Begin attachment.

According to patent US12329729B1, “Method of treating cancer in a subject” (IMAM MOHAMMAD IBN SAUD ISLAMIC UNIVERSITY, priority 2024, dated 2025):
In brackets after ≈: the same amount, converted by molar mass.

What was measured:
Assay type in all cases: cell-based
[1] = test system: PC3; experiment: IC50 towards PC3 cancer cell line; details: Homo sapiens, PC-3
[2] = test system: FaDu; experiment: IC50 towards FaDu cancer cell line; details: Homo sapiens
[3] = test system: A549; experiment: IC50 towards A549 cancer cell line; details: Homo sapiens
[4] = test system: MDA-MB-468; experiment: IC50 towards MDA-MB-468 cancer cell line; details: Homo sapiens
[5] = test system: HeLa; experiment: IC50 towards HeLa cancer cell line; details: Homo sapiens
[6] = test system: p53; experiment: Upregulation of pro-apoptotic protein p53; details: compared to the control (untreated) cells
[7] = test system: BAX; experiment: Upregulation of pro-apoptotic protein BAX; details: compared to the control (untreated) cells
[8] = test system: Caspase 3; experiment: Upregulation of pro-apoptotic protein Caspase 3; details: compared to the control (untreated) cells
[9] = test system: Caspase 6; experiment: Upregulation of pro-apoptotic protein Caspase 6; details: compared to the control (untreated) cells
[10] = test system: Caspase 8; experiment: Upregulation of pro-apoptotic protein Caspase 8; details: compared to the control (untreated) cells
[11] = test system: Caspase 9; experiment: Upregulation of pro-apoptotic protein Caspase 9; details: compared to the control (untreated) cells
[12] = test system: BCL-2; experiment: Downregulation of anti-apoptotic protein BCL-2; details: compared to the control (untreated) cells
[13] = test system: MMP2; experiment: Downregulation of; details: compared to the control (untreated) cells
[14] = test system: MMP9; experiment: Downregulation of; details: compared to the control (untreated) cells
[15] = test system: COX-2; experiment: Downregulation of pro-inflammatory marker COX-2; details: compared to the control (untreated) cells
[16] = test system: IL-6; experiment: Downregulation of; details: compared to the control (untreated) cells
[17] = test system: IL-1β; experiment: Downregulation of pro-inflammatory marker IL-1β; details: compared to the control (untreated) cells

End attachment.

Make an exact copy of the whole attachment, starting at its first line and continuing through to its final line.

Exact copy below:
According to patent US12329729B1, “Method of treating cancer in a subject” (IMAM MOHAMMAD IBN SAUD ISLAMIC UNIVERSITY, priority 2024, dated 2025):
In brackets after ≈: the same amount, converted by molar mass.

What was measured:
Assay type in all cases: cell-based
[1] = test system: PC3; experiment: IC50 towards PC3 cancer cell line; details: Homo sapiens, PC-3
[2] = test system: FaDu; experiment: IC50 towards FaDu cancer cell line; details: Homo sapiens
[3] = test system: A549; experiment: IC50 towards A549 cancer cell line; details: Homo sapiens
[4] = test system: MDA-MB-468; experiment: IC50 towards MDA-MB-468 cancer cell line; details: Homo sapiens
[5] = test system: HeLa; experiment: IC50 towards HeLa cancer cell line; details: Homo sapiens
[6] = test system: p53; experiment: Upregulation of pro-apoptotic protein p53; details: compared to the control (untreated) cells
[7] = test system: BAX; experiment: Upregulation of pro-apoptotic protein BAX; details: compared to the control (untreated) cells
[8] = test system: Caspase 3; experiment: Upregulation of pro-apoptotic protein Caspase 3; details: compared to the control (untreated) cells
[9] = test system: Caspase 6; experiment: Upregulation of pro-apoptotic protein Caspase 6; details: compared to the control (untreated) cells
[10] = test system: Caspase 8; experiment: Upregulation of pro-apoptotic protein Caspase 8; details: compared to the control (untreated) cells
[11] = test system: Caspase 9; experiment: Upregulation of pro-apoptotic protein Caspase 9; details: compared to the control (untreated) cells
[12] = test system: BCL-2; experiment: Downregulation of anti-apoptotic protein BCL-2; details: compared to the control (untreated) cells
[13] = test system: MMP2; experiment: Downregulation of; details: compared to the control (untreated) cells
[14] = test system: MMP9; experiment: Downregulation of; details: compared to the control (untreated) cells
[15] = test system: COX-2; experiment: Downregulation of pro-inflammatory marker COX-2; details: compared to the control (untreated) cells
[16] = test system: IL-6; experiment: Downregulation of; details: compared to the control (untreated) cells
[17] = test system: IL-1β; experiment: Downregulation of pro-inflammatory marker IL-1β; details: compared to the control (untreated) cells